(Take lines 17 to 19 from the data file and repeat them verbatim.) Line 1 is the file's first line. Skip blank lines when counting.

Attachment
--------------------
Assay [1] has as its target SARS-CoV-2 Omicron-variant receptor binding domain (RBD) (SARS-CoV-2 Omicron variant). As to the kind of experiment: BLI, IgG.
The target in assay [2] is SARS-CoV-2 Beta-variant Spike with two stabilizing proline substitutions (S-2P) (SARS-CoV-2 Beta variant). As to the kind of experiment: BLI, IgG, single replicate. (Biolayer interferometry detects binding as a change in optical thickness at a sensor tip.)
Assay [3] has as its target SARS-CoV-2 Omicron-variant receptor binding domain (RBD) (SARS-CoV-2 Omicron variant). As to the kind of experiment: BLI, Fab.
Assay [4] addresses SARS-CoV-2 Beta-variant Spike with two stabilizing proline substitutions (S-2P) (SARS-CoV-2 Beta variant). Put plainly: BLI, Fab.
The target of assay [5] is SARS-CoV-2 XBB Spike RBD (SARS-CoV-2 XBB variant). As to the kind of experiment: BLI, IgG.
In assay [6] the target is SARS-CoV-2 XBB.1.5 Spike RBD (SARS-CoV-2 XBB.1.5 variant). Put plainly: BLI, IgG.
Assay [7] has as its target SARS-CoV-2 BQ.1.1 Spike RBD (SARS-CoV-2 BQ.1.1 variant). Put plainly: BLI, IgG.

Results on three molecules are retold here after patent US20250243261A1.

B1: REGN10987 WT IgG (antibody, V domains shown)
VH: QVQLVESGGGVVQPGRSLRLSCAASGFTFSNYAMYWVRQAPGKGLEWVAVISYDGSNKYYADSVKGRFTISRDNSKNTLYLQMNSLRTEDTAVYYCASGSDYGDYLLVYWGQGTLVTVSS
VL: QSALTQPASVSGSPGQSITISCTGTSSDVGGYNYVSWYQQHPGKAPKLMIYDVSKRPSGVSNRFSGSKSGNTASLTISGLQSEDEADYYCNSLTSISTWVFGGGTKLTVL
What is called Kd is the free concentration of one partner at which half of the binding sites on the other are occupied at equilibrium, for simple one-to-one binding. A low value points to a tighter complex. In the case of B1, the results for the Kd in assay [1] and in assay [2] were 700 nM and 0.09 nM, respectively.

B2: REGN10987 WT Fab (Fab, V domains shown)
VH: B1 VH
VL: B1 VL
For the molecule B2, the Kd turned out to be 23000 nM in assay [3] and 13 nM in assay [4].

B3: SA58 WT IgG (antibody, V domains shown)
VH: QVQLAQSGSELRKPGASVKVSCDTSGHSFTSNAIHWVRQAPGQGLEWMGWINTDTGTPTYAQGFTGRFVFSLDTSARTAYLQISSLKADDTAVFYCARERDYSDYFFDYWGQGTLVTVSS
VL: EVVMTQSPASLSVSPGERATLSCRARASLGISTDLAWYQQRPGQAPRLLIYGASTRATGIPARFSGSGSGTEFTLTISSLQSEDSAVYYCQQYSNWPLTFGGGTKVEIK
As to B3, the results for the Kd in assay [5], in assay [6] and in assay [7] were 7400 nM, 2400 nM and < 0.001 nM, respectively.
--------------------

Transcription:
B3: SA58 WT IgG (antibody, V domains shown)
VH: QVQLAQSGSELRKPGASVKVSCDTSGHSFTSNAIHWVRQAPGQGLEWMGWINTDTGTPTYAQGFTGRFVFSLDTSARTAYLQISSLKADDTAVFYCARERDYSDYFFDYWGQGTLVTVSS
VL: EVVMTQSPASLSVSPGERATLSCRARASLGISTDLAWYQQRPGQAPRLLIYGASTRATGIPARFSGSGSGTEFTLTISSLQSEDSAVYYCQQYSNWPLTFGGGTKVEIK